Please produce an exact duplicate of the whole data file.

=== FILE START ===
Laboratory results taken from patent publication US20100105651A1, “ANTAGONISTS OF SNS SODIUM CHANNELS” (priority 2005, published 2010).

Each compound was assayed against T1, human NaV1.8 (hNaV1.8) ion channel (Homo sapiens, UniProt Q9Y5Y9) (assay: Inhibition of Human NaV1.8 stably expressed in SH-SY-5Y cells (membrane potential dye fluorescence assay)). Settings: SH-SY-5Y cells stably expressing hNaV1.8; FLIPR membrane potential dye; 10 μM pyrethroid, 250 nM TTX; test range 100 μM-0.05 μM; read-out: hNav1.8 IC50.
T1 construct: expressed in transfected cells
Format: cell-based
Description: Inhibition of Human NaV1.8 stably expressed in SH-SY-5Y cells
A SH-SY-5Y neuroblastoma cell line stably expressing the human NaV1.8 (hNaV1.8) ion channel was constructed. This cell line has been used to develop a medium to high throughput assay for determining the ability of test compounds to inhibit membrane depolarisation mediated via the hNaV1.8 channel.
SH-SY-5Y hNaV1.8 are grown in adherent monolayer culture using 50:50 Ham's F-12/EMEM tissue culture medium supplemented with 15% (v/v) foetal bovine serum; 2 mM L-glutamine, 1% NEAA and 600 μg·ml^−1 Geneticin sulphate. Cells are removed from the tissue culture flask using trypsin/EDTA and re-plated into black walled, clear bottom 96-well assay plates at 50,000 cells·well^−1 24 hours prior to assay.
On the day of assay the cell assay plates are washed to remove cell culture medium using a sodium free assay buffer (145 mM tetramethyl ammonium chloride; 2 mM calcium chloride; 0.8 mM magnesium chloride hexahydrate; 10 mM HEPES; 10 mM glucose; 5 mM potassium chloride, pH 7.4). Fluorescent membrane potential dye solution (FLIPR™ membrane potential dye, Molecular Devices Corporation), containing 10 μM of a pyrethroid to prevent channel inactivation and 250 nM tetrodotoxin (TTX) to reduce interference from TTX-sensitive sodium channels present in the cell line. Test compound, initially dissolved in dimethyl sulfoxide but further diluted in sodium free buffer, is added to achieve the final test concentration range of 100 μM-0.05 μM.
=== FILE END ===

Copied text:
Laboratory results taken from patent publication US20100105651A1, “ANTAGONISTS OF SNS SODIUM CHANNELS” (priority 2005, published 2010).

Each compound was assayed against T1, human NaV1.8 (hNaV1.8) ion channel (Homo sapiens, UniProt Q9Y5Y9) (assay: Inhibition of Human NaV1.8 stably expressed in SH-SY-5Y cells (membrane potential dye fluorescence assay)). Settings: SH-SY-5Y cells stably expressing hNaV1.8; FLIPR membrane potential dye; 10 μM pyrethroid, 250 nM TTX; test range 100 μM-0.05 μM; read-out: hNav1.8 IC50.
T1 construct: expressed in transfected cells
Format: cell-based
Description: Inhibition of Human NaV1.8 stably expressed in SH-SY-5Y cells
A SH-SY-5Y neuroblastoma cell line stably expressing the human NaV1.8 (hNaV1.8) ion channel was constructed. This cell line has been used to develop a medium to high throughput assay for determining the ability of test compounds to inhibit membrane depolarisation mediated via the hNaV1.8 channel.
SH-SY-5Y hNaV1.8 are grown in adherent monolayer culture using 50:50 Ham's F-12/EMEM tissue culture medium supplemented with 15% (v/v) foetal bovine serum; 2 mM L-glutamine, 1% NEAA and 600 μg·ml^−1 Geneticin sulphate. Cells are removed from the tissue culture flask using trypsin/EDTA and re-plated into black walled, clear bottom 96-well assay plates at 50,000 cells·well^−1 24 hours prior to assay.
On the day of assay the cell assay plates are washed to remove cell culture medium using a sodium free assay buffer (145 mM tetramethyl ammonium chloride; 2 mM calcium chloride; 0.8 mM magnesium chloride hexahydrate; 10 mM HEPES; 10 mM glucose; 5 mM potassium chloride, pH 7.4). Fluorescent membrane potential dye solution (FLIPR™ membrane potential dye, Molecular Devices Corporation), containing 10 μM of a pyrethroid to prevent channel inactivation and 250 nM tetrodotoxin (TTX) to reduce interference from TTX-sensitive sodium channels present in the cell line. Test compound, initially dissolved in dimethyl sulfoxide but further diluted in sodium free buffer, is added to achieve the final test concentration range of 100 μM-0.05 μM.